Claimant's motion for summary judgment on bailment claim was denied.
|Claimant short name:||PETERSON|
|Footnote (claimant name) :|
|Defendant(s):||THE STATE OF NEW YORK|
|Footnote (defendant name) :|
|Judge:||FRANCIS T. COLLINS|
|Claimant's attorney:||David Peterson, Pro Se|
|Defendant's attorney:||Honorable Andrew M. Cuomo, Attorney General
By: Paul F. Cagino, Esquire
Assistant Attorney General
|Third-party defendant's attorney:|
|Signature date:||January 12, 2010|
|See also (multicaptioned case)|
Claimant, an inmate proceeding pro se, moves for summary judgment on his bailment claim pursuant to CPLR 3212.
Claimant alleges that during the course of a transfer from Great Meadow Correctional Facility to the Special Housing Unit at Upstate Correctional Facility one of four bags of personal property which he delivered to prison officials for transit and safekeeping was lost. Claimant was transferred from Great Meadow on December 18, 2006 and arrived at Upstate Correctional Facility on December 20, 2006 following a two-day stay-over at Downstate Correctional Facility. Upon his initial arrival at Upstate, two of the four bags of personal property were missing. On December 27, 2006 one of the two missing bags was found. Claimant alleges that one bag of his property remains missing.
Claimant filed an administrative claim dated January 12, 2007 alleging the loss of trial transcripts, a blanket, 23 cassette tapes and a set of sheets. Following an investigation the claim was partially approved on May 31, 2007 in the amount of $40.00, representing the depreciated value of the lost blanket and sheets. The claim for the lost trial transcripts was denied with the notation "legal acctd for on 2064 & bin sheet". Dissatisfied with the determination, claimant filed an appeal contending that the only legal papers returned to him were "photo copies that I had previously made from law books " and that his trial transcripts and other legal papers remained missing. He also noted that the 2064 form in which receipt of property was acknowledged was neither signed nor initialed by him. The decision awarding claimant the sum of $40.00 was affirmed on November 6, 2007.
As the party seeking summary judgment, claimant must make a prima facie showing of entitlement to judgment as a matter of law by offering sufficient evidence to eliminate any material issues of fact from the case (Cox v Kingsboro Medical Group, 88 NY2d 904 ; Winegrad v New York Univ. Med. Center, 64 NY2d 851 ; Zuckerman v City of New York, 49 NY2d 557 ). Failure to make a prima facie showing requires denial of the motion for summary judgment regardless of the sufficiency of the opposing papers (Winegrad v New York Univ. Med. Center, supra).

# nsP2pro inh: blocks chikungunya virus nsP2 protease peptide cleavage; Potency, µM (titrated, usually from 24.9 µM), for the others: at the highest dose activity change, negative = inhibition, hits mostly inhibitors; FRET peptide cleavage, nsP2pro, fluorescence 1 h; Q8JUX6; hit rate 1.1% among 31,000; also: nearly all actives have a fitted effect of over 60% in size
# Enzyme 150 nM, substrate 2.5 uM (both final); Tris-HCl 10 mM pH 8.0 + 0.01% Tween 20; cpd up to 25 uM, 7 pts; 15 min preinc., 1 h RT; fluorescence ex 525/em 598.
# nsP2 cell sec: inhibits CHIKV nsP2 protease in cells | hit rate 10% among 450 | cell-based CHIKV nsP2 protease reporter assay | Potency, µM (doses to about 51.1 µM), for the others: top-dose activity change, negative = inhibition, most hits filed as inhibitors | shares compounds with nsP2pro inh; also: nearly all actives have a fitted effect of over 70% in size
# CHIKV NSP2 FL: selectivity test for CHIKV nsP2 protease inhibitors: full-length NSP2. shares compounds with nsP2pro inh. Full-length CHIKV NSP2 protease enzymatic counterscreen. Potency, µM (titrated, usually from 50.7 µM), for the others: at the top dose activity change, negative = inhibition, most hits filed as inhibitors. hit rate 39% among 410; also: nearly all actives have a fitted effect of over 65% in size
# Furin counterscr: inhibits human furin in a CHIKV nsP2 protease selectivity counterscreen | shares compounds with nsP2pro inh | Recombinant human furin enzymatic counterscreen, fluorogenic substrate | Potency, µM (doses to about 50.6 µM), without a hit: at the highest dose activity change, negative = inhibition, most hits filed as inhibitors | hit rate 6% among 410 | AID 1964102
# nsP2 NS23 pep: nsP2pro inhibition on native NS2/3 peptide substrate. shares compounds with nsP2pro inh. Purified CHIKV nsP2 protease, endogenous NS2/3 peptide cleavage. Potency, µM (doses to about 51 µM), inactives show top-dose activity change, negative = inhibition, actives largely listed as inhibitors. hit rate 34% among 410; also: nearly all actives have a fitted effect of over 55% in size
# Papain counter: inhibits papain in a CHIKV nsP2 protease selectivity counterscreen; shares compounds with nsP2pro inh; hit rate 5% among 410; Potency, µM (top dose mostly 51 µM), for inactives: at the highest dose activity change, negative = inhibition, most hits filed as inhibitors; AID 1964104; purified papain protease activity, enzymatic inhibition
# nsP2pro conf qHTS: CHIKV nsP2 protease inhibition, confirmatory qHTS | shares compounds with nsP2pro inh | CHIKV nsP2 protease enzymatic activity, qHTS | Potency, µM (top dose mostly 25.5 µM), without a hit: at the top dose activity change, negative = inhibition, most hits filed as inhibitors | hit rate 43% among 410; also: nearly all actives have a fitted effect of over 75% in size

Here, claimant failed to establish his prima facie entitlement to summary judgment. The State as a bailee of an inmate's personal property owes a common-law duty to secure the property in its possession (Pollard v State of New York, 173 AD2d 906 ; see also 7 NYCRR part 1700). A rebuttable presumption of negligence arises where it is established that the property was delivered to the defendant with the understanding that it would be returned, and that the defendant failed to return the property or returned it in a damaged condition (Ramirez v City of White Plains, 35 AD3d 698 ; Feuer Hide & Skin Corp. v Kilmer, 81 AD2d 948 ; Weinberg v D-M Rest. Corp., 60 AD2d 550 ; see also Claflin v Meyer, 75 NY 260 ). Thereafter the burden of coming forward with evidence that the loss or destruction of the property was not its fault is upon the defendant (Feuer Hide & Skin Corp. v Kilmer, supra; Board of Educ. of Ellenville Cent. School v Herb's Dodge Sales & Serv., 79 AD2d 1049 ; Weinberg v D-M Rest. Corp., supra).
Claimant failed to meet his burden of establishing that the property he claims was lost was, in fact, delivered to the possession of the defendant but not returned. Claimant's Exhibits A through D are Personal Property Transfer Forms (Form 2064) that are either illegible or fail to reflect the items of personal property which the claimant alleges were delivered to the defendant. Moreover, in opposition to the claimant's motion the defendant submitted Personal Property Transfer Forms (defendant's Exhibit A) and a 30 Day Bin form (defendant's Exhibit B), which reflect the receipt of the items for which this claim is made, i.e., legal papers, sheets, blanket and cassette tapes. While the claimant indicates that the initials on these forms are not his, this is an issue of fact for which a trial is necessary.
Based on the foregoing, claimant's motion for summary judgment is denied.
January 12, 2010
Saratoga Springs, New York
FRANCIS T. COLLINS
Judge of the Court of Claims
The Court considered the following papers: